The short and simple answer is usually: YES.
But that answer is full of exceptions, explanations, and consequences. There are things that you need to know before you loan your car to someone else. So let me expand on that answer.
Policy limits vary state by state. We’re discussing current provisions of typical policies sold in California. I’m in Napa Valley, and these provisions may not apply in other states.
If your policy has “excluded drivers” then they are not covered, no matter what. Rarely, some policies only cover a named person. Frequent users of your car may also be a problem. Discuss that with an agent. If someone lives with you, they also need to be added to your policy.
Coverage if someone else drives your car requires that permission must be given or implied, and it must be for “occasional” drivers.
Don’t assume anything, and remember- no coverage can be bound based on this article.
Whew. Now let’s talk about a typical situation.
Bob and the barbecue.
You have friends over for a barbecue. Someone realizes that you are out of hamburger buns. This isn’t good. But you are the grill master, and can’t leave your station. So you toss the car keys to your friend Bob, and Bob jumps in your car to go get more buns.
Bob gets distracted, and rear-ends another vehicle.
What happens “insurance-wise?”
When you loaned your car to Bob, you also loaned your car insurance.
In most cases, the insurance follows the car in California. So Bob does not file a claim with his insurance company- you file a claim with yours, even though Bob was driving. And the injured person gets reimbursed by your insurance- not Bob’s.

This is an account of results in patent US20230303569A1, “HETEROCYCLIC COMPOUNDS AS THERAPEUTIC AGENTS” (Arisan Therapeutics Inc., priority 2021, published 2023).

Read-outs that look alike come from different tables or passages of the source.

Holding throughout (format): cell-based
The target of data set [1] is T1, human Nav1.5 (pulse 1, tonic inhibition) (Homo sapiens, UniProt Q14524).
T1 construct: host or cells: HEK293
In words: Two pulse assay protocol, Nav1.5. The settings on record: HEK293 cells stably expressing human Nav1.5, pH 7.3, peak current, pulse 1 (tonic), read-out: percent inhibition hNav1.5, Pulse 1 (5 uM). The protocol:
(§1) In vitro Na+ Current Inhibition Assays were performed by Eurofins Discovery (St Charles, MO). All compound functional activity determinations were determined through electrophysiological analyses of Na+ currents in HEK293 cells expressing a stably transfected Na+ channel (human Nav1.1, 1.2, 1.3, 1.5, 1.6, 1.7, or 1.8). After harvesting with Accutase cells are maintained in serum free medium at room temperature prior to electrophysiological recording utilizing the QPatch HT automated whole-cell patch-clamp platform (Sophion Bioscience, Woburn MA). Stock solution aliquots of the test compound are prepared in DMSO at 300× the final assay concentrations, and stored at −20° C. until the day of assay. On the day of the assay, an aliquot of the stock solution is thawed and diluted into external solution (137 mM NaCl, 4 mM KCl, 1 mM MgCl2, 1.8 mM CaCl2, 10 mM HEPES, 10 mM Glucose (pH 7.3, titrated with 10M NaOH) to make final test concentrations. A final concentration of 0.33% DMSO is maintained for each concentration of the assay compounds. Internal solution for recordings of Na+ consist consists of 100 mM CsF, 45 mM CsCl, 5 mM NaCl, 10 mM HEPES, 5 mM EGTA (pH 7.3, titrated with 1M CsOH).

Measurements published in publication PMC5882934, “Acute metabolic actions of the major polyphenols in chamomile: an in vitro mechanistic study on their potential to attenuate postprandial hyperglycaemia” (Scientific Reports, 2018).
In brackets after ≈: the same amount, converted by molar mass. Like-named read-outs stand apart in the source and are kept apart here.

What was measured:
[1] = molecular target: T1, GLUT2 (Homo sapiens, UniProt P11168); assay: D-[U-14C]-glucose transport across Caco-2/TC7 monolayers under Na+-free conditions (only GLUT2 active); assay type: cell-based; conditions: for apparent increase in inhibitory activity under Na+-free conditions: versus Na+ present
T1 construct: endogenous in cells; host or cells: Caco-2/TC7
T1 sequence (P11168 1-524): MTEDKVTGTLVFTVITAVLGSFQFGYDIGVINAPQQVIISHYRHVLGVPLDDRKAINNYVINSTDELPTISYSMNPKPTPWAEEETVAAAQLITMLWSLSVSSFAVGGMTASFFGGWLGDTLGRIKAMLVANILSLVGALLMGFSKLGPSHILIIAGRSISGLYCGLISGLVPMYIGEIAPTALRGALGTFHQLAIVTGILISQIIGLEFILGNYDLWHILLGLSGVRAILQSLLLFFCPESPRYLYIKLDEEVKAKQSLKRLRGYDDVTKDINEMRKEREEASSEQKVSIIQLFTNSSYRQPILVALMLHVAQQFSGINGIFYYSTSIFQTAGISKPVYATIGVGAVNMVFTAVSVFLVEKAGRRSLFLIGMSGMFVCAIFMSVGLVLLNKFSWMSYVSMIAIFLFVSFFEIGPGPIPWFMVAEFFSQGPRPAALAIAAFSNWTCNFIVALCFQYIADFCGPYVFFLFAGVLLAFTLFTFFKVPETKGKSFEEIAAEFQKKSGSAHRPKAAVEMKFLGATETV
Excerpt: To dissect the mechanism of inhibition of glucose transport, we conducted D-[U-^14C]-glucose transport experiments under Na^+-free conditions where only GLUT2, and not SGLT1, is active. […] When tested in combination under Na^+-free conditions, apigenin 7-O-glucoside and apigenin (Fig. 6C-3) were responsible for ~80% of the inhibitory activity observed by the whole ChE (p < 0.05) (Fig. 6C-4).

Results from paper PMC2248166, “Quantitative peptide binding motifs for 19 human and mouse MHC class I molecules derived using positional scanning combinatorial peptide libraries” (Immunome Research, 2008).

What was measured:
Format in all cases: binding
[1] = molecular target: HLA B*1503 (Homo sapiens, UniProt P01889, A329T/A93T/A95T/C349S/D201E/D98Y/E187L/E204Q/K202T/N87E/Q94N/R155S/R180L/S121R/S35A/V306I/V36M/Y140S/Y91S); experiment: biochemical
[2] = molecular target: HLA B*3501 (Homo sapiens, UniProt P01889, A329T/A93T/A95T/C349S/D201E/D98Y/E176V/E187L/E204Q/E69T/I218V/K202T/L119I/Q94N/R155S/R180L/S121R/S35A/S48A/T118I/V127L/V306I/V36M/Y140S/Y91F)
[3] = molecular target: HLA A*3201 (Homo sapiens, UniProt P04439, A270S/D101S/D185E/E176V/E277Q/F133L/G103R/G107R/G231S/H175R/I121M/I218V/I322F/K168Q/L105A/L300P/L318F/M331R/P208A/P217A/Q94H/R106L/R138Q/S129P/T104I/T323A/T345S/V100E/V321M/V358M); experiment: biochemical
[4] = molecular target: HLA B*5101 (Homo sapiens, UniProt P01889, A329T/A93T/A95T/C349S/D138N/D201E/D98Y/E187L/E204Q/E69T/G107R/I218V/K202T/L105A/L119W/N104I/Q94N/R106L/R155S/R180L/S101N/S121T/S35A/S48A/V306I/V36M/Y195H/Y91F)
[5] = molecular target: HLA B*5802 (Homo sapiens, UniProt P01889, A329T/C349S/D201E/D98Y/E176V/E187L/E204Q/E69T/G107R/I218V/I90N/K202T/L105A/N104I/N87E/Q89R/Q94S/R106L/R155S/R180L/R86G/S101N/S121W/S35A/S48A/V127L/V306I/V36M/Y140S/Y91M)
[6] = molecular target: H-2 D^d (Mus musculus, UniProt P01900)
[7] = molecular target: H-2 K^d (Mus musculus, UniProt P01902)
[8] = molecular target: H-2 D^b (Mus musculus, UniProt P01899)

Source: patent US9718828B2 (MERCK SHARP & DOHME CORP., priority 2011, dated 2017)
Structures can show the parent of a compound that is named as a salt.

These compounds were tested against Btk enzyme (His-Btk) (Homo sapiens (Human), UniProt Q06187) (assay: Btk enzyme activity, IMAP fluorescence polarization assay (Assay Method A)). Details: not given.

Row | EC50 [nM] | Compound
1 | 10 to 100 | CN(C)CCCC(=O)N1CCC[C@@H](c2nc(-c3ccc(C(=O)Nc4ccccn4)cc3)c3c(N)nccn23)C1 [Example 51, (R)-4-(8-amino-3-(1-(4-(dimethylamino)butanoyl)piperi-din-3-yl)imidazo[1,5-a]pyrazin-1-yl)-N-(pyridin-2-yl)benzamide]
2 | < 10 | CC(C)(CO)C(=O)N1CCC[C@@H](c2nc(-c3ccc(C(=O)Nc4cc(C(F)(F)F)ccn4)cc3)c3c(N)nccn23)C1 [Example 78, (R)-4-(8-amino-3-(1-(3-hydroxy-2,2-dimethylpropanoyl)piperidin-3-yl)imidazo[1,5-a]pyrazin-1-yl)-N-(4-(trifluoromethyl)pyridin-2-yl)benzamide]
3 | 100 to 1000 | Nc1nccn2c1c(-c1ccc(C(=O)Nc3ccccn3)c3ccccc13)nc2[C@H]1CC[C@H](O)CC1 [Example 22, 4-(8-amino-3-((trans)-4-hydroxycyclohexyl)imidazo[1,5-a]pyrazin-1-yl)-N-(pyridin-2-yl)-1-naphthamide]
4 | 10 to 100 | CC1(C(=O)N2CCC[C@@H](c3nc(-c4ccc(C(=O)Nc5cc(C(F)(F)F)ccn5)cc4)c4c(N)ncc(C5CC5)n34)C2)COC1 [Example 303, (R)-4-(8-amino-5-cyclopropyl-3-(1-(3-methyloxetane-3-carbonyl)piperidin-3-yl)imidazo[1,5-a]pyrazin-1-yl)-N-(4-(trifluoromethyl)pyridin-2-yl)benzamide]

The good news: your insurance will pay to fix your car and reimburse the other person since Bob was at fault.
The bad news: even though Bob was at fault (not you), your rates will still go up.
Insurance premiums are based on risks. One of those risks is your judgment on who can be trusted to drive your car. If you choose poorly, you will pay higher premiums.
(Side note: in certain cases, Bob’s insurance may pay part of the damages. It’s complicated, and depends upon specific circumstances. But almost always- your insurance is primary.)
- Be careful about who drives your car.
- Never let someone drive who has had too much to drink, or doesn’t have a license.
- Always keep proof of insurance and registration inside the car.
- Don’t loan your car out to anyone for an extended period of time. If you do, make sure that you add them to your policy as a listed driver.
- Disclose all adults and teenagers of driving age who live in your home.
Talk with your local agent. Make sure you understand who is, and isn’t, covered.
Bruce Sackrison is an insurance property and casualty broker affiliated with Professional Insurance Associates helping clients with insurance needs for personal, commercial and business insurance. Bruce can be reached at 707-931-0186, email@example.com